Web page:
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Limo Driver Gnida Arrested


The limousine driver in the 1997 crash that injured two Detroit Red Wings players and the team's masseur was arraigned Thursday on charges he violated probation since his early prison release last June.

Oakland County District Judge Kimberly Small also increased Richard Gnida's cash bond from $10,000 to $50,000, siding with a prosecutor's claim Gnida's jailing would better ensure his court appearances.

Gnida remained in jail Thursday afternoon.

Assistant prosecutor John Slevin had argued Gnida should be jailed without bond, given his "disdain" for the court and "total lack of responsibility in cleaning up his act."

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  • "He has shown through his alleged violations that his word to the court may not be as good as one might think," Slevin told Small. "His word really isn't worth that much."

    Gnida, 29, was arrested Wednesday night in Taylor on a warrant issued Dec. 7 by Small, six days after he failed to show for a court hearing for a series of probation violations, including allegedly unfulfilled community service and therapy.

    Gnida was driving the limousine that crashed into a tree in Birmingham June 13, 1997, six days after the Red Wings won their first Stanley Cup in 42 years. Defenseman Vladimir Konstantinov and team masseur Sergei Mnatsakanov suffered debilitating head injuries. Defenseman Vyacheslav Fetisov suffered minor injuries.

    Gnida, whose license then was revoked, later pleaded guilty to a second offense of driving without a valid license. In November 1997, Small sentenced him to nine months in jail and two years' probation scheduled to expire in November 1999.

    Gnida was ordered to appear before Small after allegedly skipping a Nov. 16 meeting with his probation officer and failing to contact the court on three October days. Gnida also allegedly violated his probation by not receiving outpatient therapy since July 28, not proving he's attended Alcoholics Anonymous meetings and not completing 200 hours of community srvice at a clinic for closed-head injuries.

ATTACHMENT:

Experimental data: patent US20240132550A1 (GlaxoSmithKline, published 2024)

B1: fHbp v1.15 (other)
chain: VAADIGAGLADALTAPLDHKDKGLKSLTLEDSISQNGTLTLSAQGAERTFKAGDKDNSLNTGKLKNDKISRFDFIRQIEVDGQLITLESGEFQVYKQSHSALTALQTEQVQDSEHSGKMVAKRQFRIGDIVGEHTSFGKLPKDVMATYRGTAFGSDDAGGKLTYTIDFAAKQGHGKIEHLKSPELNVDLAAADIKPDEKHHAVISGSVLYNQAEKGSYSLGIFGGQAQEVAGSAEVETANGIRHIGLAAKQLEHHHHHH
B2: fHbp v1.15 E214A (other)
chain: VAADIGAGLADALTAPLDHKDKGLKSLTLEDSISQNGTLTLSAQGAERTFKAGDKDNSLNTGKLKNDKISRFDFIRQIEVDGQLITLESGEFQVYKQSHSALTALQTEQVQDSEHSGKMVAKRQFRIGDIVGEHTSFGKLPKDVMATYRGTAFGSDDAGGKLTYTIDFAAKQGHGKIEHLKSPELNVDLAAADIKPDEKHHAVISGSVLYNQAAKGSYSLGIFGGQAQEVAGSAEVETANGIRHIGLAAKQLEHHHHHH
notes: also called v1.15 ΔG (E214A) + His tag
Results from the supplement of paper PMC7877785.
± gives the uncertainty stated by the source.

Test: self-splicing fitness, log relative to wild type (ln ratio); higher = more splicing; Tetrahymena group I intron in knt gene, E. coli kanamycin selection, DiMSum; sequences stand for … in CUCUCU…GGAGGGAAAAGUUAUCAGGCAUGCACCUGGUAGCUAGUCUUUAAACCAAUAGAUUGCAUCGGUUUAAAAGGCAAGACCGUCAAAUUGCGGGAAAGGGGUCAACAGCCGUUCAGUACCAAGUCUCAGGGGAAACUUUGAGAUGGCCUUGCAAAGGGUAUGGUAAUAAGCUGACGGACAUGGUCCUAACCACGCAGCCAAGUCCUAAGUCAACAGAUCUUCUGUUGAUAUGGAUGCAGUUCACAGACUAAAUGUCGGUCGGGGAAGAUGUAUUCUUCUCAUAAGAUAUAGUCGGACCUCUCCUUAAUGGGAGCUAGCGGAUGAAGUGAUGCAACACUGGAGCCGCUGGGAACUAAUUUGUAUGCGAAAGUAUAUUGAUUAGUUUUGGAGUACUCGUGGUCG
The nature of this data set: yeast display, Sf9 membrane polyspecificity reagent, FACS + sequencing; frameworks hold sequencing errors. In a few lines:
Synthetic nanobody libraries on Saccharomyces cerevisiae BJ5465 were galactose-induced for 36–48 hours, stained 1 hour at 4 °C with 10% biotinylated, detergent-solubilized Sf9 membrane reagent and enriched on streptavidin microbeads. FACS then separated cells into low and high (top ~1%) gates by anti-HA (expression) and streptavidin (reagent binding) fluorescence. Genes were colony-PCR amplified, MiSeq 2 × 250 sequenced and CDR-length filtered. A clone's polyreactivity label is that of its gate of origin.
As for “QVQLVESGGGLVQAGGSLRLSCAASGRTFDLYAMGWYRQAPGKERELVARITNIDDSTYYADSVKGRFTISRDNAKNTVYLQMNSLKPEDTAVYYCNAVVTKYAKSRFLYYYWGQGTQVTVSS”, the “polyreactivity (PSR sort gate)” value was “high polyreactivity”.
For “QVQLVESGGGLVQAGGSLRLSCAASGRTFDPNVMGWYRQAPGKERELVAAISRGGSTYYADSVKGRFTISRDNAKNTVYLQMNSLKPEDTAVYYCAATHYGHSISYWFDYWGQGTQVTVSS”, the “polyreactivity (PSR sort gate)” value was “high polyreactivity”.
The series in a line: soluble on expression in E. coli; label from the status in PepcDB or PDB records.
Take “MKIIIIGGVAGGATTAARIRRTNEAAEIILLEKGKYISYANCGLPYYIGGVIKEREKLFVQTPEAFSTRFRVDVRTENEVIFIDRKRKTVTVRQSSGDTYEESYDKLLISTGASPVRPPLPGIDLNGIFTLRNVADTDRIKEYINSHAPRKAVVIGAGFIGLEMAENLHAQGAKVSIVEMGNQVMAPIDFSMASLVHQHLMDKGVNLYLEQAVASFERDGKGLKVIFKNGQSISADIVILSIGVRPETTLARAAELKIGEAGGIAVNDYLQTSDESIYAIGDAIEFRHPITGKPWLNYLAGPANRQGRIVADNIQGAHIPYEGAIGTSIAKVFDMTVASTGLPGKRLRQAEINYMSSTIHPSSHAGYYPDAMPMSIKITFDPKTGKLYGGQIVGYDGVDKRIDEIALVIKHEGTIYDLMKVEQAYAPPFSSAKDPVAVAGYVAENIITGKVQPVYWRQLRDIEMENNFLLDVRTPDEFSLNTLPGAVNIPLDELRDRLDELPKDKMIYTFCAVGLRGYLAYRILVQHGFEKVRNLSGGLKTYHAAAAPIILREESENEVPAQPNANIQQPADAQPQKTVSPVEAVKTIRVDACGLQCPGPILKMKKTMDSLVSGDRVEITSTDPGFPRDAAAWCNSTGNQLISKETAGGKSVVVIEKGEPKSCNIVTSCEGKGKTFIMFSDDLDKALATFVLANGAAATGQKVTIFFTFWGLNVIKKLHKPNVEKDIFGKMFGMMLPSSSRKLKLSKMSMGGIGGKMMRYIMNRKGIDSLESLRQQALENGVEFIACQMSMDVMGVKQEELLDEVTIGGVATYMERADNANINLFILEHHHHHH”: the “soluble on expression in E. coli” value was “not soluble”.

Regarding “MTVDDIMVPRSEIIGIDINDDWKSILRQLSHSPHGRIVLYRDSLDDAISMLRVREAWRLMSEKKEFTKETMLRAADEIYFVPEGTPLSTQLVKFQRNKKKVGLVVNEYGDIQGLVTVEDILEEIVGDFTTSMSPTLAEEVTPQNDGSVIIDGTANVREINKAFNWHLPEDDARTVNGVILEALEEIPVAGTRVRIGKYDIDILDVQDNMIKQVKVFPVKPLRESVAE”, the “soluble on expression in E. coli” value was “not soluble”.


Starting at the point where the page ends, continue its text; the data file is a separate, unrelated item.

Thursday, Small ordered Gnida to appear Jan. 5 for a hearing over whether he violated probation. If Small rules he did, she could return Gnida to jail for three months to close out the maximum one-year sentence.

    Gnida's release from jail two months early last summer frustrated Small, who acknowledged the decision to free Gnida early because of good behavior rested with the Oakland County Sheriff's Department.

    "I sentenced him to nine months, and I felt he should serve it," she told the Detroit Free Press days before Gnida's early release. "The crime this man committed -- the suffering he caused -- is very serious. It's frustrating. But the jail is following the law, and I understand that."

    The June 1997 wreck has Mnatsakanov paralyzed on his left side and restricted to a wheelchair. Konstantinov has undergone physical, speech and occupational therapy in Detroit and Florida, but has lost much of his sense of balance and short-term memory.

    Fetisov recovered in time to play for Detroit in 1997-98 and retired in June after the Red Wings won their second consecutive Stanley Cup. He is now an assistant with the New Jersey Devils.

    Gnida has forfeited the $2,000 surety bond he posted when he was initially arraigned in October 1997.

    © 1998 SportsLine USA, Inc. All rights reserved

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